NORRIS: You know, Southern blacks and Southern whites often sound like each other in terms of their vernacular, but the black Southern dialect does have distinct differences. How did you know when you got it right, when you actually were writing in an authentic black woman’s voice from the 1960s?
Ms. STOCKETT: I guess when I felt like I was having a conversation with Demetrie, but, Michele, I didn’t get it all right. I took liberties that made me feel like I was telling the story in the way it should be told, but I never considered when I was writing how it was going to make other people feel.
I think that’s a huge distinction between writing your first book and your second book. When you’re writing your second book, you can’t help but think how it’s going to make the readers feel.
NORRIS: You know, I’m sure that you know this, that some black woman readers are very uncomfortable in reading the book. The book touches a chord with them, and many are quite angry, either at the situation the domestics find themselves in or the language that you use or the fact that a white woman wrote this book and attempted to get inside the head of black domestics.
What’s your reaction to that? Are you surprised, or do you take some satisfaction that you actually touched a nerve, that you got some sort of emotion, that people are talking about your book?
Ms. STOCKETT: I’m a Southerner – I never take satisfaction in touching a nerve.
As the novel was released world wide, reviews and accolades poured in. Here’s a cringe-worthy example, to say the least (the items in bold are my doing)
The Help by Kathryn Stockett Fig Tree, £12.99; 451pp This is a big, warm girlfriend of a book about female love that transcends race and class. It’s set in Jackson, Mississippi, in 1962 and Aibileen is a black maid, raising her 17th white baby. “Taking care a white babies, that’s what I do,” she says, “along with all the cooking and the cleaning.” Her best friend, Minny, is a short, stout termagant of a cook. Skeeter is a white girl fresh out of college who is now expected to get married. These three women manage to reach across the gulf, to try to change their world. The author, herself a native of Jackson, has a fine understanding of the delicate relationship between Southern belles and their mammies.
While many of the reviewers who’d given the novel their blessing grudgingly acknowledged in 2010 there was criticism, others chose to solely focus on the dialect and ignore more pressing issues.
In American Literature, portraying minority groups speaking broken english is nothing new. Many times authors are able to get away with this because American culture defaults to the dominant racial group, which is white. Some authors write to attract this group, whether by having a white heroine paired with a white hero, and then perhaps listing a minority as a side character or no minority representation at all.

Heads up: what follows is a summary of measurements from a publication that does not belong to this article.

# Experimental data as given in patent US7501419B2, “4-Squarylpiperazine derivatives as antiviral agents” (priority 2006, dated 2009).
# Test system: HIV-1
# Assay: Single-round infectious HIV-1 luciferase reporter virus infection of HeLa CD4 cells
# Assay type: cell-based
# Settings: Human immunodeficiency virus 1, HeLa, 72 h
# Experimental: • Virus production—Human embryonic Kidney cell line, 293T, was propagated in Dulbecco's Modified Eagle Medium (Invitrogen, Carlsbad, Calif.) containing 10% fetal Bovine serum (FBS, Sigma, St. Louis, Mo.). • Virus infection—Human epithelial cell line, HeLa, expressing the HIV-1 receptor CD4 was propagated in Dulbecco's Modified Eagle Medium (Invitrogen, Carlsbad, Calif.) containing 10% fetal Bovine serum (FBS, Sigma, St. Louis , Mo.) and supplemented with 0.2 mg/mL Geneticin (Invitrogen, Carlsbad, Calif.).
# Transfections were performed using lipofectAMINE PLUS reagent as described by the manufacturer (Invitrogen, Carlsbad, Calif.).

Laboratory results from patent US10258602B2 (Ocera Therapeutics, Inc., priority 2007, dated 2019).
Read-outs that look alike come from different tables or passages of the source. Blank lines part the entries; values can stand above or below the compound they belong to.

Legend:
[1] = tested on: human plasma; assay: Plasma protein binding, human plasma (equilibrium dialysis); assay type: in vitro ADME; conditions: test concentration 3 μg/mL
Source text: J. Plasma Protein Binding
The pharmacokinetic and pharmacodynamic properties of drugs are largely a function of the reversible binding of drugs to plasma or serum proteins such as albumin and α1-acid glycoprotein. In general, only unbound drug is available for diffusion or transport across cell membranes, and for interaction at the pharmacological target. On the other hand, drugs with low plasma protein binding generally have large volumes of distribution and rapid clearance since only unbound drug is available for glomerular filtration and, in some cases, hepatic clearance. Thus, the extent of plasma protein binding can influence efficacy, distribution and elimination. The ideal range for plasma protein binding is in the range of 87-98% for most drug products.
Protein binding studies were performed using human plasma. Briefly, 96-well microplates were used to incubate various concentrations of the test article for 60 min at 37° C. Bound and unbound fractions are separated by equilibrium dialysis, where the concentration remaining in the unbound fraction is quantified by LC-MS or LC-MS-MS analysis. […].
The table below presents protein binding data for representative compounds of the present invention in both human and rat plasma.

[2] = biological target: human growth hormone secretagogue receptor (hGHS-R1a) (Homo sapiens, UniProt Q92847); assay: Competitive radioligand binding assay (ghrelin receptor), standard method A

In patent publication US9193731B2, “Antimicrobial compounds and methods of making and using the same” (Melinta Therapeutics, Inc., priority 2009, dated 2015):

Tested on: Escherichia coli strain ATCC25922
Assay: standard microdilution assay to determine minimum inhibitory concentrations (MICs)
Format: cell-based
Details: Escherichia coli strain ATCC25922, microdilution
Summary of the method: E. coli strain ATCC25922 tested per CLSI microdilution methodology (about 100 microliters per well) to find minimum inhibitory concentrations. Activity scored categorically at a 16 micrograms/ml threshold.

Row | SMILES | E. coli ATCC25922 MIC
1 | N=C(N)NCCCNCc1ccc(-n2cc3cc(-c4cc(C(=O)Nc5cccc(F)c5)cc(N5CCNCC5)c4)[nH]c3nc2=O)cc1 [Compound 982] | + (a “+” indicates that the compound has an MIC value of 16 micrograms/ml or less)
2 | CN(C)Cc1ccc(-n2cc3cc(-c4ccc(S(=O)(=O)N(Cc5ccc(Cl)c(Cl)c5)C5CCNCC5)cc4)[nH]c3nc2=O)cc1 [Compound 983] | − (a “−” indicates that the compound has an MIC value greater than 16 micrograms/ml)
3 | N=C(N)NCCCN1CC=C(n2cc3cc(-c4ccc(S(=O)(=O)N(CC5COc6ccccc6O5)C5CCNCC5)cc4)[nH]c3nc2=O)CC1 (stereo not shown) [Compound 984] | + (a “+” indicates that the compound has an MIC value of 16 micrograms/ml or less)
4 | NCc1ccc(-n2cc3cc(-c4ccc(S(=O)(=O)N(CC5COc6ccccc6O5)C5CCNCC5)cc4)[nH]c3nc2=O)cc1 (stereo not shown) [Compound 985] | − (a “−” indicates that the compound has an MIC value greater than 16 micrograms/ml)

It appears a number of moviegoers, much like readers for the novel were enamored because there was a protagonist they could identify with.
That character is Skeeter, a perky and pesky Ole Miss graduate played by Emma Stone in the film.
What’s interesting is that many African Americans don’t state that they identify with either Aibileen, Constantine or Minny.
Many of their reviews make reference to an older relative, such as a grandmother who was a domestic or mother who may have been a maid and that perhaps the three black characters represent their experiences. There again, the opinions vary.
Actor Wendell Pierce of HBO’s Treme, took his mother to view to film. Here’s what he stated:
The Help tops US box office but hits controversy
Adaptation of Kathryn Stockett’s book The Help, about white women and black housekeepers, is criticised by Wire actor Wendell Pierce as ‘segregation lite’.
” . . .The Help was well done but was a passive version of the terror of Jim Crow South . . . My mother told me how she wasn’t allowed in the kitchen. She couldn’t eat during a 12-hour shift . . . She couldn’t drink water from the kitchen but had to go to the faucet outdoors . . . Watching the film in Uptown New Orleans to the sniffles of elderly white people while my 80-year-old mother was seething, made clear distinction … the story was a sentimental primer of a palatable segregation history that is Jim Crow light. . . ”
See the full article here:
And children of those who’d been The Help spoke out (of which I’m one, and created this site to voice my dissenting opinion)
The blog is called Before Barack and the post is titled Sniffing Dirty Laundry: A True Story from “the Help’s” Daughter
“Have you ever thought about the fact that the woman you call ‘Odessa’ was the same woman my friends called ‘Mrs. Singley’? That she supported a family on the six dollars and bus fare (fifty cents round trip) your Grandmommy was paying her? That the woman you call your ‘best friend’ was forty years your senior and had another whole life of dignity, hopes, and dreams that had nothing to do with being in service to you and Grandmommy? That maybe “Odessa” didn’t like you as much as felt sorry for you because you were the baby of the family, the one your brother and sister slapped around, the one they were always leaving behind? You ever thought of that?”
Wedding Princess is silent, so I continue.
A counter perspective:
In Defense of ‘The Help’
By Demetria L. Lucas